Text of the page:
|Overactive Dosha||Qualities||Diet Should Be|
|Kapha||Cold, Wet, Heavy||Warm, Dry, Light|
|Pitta||Hot, Wet, Light||Cool, Dry, Heavier|
|Vata||Cold, Dry, Light||Warm, Moist, Heavier|
Foods for Balancing Kapha
|Energy Needs||Warm, Dry, Light (Avoid cold, oily, heavy)|
|Tastes||Pungent, Bitter, Astringent|
|Strategy||Eat low fat, low calorie, less total food; hot spices, occasional fasting, less frequency, largest meal midday|
|Emphasize||Dry and astringent fruits (apple, raisin), Vegetables, especially raw, Dry grains (rice cakes), Hot spices (black pepper, chiles), Cooked beans with warming spices, Spicy herbal teas (ginger)|
|Avoid||Sweet fruits, Nuts, Milk products, Oil|
Foods for Balancing Pitta
|Energy Needs||Cool, Dry, Heavier (Avoid Hot, Wet, Light)|
|Tastes||Sweet, Bitter, Astringent|
|Strategy||Mild, bland food, served cool, raw, no hot spices, low oil, eat when calm, three regular meals|
|Emphasize||Sweet fruits, Sweet and bitter vegetables (greens), Beans in general, Natural sweeteners (maple syrup), Mild cheeses (cottage cheese), Sweet and cooling drinks (apple juice)|
|Avoid||Sour fruits, Pungent vegetables (onion), Nuts, Hot spices (chiles), Fermented milk products (yogurt), Oils|
Foods for Balancing Vata
|Energy Needs||Warm, Moist, Heavier (Avoid Cold, Dry, Light)|
|Tastes||Sweet, Sour, Salty|
|Strategy||Nourishing, easy to digest, warm, filling, heavy, moistening, strengthening, small frequent regular meals, mild warming spices, calm and concentrate while eating|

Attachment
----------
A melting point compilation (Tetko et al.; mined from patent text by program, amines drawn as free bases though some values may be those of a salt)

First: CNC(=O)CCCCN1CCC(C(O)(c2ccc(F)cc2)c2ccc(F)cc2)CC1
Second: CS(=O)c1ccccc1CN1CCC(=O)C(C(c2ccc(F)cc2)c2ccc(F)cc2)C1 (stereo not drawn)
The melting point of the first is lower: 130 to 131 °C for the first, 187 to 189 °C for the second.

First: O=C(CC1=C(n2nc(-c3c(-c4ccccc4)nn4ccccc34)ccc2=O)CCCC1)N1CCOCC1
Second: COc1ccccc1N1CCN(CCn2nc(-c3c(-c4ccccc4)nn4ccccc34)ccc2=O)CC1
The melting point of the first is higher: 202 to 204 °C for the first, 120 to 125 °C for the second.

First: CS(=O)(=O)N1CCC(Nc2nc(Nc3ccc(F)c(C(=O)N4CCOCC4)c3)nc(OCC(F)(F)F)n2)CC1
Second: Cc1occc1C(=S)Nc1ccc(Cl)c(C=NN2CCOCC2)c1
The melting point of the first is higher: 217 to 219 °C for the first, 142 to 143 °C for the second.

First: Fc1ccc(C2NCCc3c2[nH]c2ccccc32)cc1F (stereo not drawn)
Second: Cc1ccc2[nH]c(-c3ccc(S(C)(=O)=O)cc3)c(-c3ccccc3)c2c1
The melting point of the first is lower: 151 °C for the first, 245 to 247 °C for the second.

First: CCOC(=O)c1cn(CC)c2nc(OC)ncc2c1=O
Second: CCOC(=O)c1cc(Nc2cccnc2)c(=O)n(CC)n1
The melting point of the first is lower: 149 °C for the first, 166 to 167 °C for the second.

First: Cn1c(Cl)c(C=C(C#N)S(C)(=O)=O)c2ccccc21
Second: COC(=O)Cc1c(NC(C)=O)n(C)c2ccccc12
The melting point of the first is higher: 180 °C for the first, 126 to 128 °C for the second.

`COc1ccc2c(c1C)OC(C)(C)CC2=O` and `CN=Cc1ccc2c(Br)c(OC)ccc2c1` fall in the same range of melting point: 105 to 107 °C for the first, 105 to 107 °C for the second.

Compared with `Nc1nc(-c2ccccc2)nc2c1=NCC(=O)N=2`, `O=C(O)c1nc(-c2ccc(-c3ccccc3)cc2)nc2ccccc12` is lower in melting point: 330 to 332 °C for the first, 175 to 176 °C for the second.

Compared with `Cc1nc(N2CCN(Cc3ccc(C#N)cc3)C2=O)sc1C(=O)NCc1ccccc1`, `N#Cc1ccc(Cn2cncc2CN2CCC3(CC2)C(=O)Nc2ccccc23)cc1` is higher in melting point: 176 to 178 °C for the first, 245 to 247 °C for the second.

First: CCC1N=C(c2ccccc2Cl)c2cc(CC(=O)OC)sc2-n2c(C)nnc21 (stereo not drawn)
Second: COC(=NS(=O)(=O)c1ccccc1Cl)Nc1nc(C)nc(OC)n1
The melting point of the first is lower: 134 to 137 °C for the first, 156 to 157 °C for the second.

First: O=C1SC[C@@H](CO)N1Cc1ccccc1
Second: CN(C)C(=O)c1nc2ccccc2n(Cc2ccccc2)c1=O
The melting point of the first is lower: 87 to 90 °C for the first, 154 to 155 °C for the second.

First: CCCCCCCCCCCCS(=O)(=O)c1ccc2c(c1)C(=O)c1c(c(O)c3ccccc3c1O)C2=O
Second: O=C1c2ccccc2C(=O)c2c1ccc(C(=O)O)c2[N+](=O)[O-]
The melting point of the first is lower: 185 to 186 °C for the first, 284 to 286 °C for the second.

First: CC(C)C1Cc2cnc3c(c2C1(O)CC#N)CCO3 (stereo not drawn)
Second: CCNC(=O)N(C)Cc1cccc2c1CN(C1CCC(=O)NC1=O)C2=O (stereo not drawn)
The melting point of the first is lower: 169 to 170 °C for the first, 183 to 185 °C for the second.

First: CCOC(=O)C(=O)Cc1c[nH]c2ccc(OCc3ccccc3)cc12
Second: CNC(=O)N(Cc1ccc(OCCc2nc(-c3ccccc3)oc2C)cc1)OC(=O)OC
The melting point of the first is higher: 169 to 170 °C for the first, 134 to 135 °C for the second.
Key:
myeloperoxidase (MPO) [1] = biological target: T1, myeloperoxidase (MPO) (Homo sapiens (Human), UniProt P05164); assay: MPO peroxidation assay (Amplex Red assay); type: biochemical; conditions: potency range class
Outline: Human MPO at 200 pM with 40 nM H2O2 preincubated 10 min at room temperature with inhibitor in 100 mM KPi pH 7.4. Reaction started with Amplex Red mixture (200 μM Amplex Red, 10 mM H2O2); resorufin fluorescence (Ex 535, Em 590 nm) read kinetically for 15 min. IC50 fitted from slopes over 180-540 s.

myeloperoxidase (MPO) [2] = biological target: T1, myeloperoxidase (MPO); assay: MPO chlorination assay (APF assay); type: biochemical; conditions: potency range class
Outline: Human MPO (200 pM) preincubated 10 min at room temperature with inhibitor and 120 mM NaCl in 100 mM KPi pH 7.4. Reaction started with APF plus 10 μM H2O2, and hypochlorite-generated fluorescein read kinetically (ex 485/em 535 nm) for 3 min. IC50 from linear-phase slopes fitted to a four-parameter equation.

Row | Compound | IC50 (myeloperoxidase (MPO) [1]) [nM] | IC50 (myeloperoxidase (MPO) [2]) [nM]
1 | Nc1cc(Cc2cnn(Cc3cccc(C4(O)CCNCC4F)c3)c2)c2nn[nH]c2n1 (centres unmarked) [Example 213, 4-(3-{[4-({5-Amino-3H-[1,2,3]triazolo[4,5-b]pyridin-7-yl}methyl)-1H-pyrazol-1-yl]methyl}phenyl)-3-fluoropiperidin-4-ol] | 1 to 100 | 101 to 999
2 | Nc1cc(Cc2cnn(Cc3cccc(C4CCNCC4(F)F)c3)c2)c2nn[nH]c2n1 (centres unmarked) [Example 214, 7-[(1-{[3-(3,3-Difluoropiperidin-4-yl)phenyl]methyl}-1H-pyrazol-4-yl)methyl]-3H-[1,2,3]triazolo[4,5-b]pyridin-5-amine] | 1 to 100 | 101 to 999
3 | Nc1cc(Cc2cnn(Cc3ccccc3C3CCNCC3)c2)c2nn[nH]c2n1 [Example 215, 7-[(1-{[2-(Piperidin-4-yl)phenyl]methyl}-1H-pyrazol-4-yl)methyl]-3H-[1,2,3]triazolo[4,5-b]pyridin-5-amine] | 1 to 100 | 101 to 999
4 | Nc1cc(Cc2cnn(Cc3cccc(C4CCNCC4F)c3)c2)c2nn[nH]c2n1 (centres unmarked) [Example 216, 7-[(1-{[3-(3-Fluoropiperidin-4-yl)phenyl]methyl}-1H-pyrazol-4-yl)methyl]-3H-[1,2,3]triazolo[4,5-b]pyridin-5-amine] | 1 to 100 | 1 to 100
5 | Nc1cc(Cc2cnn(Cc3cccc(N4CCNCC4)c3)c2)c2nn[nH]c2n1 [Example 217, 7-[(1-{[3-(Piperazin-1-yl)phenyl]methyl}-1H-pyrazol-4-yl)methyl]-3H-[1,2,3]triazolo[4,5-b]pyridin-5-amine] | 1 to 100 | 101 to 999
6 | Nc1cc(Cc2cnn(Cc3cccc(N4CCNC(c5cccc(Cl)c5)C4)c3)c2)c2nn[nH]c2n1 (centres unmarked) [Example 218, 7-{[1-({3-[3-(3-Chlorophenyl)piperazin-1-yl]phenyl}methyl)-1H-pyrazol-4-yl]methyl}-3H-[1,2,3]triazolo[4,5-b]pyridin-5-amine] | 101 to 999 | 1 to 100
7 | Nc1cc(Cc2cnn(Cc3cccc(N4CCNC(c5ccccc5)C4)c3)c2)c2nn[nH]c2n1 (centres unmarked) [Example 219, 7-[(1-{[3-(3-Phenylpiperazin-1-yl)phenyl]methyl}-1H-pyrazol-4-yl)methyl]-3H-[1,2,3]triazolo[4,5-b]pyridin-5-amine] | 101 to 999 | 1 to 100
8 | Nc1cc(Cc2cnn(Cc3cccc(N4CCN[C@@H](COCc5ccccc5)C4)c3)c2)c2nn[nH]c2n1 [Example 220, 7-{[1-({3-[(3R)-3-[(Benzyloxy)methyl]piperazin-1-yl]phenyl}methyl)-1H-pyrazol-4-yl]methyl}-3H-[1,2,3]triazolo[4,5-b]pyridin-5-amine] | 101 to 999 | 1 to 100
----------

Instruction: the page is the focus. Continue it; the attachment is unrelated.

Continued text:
|Emphasize||Sweet fruits, Cooked vegetables, Cooked grains (oatmeal), Nuts, Natural sweeteners, Mild warming spices (basil), Milk products in moderation, especially warm|
|Avoid||Dry fruits, Dry grains (rice cakes), Raw vegetables, Cabbage family (broccoli), Beans in general, Any food which causes gas|
Personalize your Exercise Routine with Ayurveda
|For Balancing Kapha||For Balancing Pitta||For Balancing Vata|
|Get hot||Don’t overheat, cool air||Stay warm|
|Sweat||Don’t be fanatical - take a break||Mild only - don’t overdo|
|Vigorous aerobic||Drink plenty of water||Regular routine - stick with a program|
|Work up to pushing your limits||Vary the routine to avoid boredom||Slow, gradual progress|
|Discipline||Varied overall fitness program||Walking|
|Powerful calisthenics||Moderate length workout to avoid overheating||Stretching, yoga|
Karta Purkh Singh Khalsa, Yogaraj, DN-C, RH, is the president of the American Herbalists Guild. He mentored in Ayurveda with Yogi Bhajan for 32 years. The Healing Cures of Yogi Bhajan is his homage to Yogi Bhajan and the wealth of information he had the blessing to learn from his master. Karta Purkh has presented over 150 times at professional conferences, has written over 3,000 articles on health topics and is the author or editor of 30 books on health, including his latest, The Way of Ayurvedic Herbs. He is curriculum director and lead instructor in the Portland Community College Nutritional Therapy Program and heads the herbal education department of the Northwest Institute of Ayurveda. He lives in the Northwest with his wife and daughter. [email protected]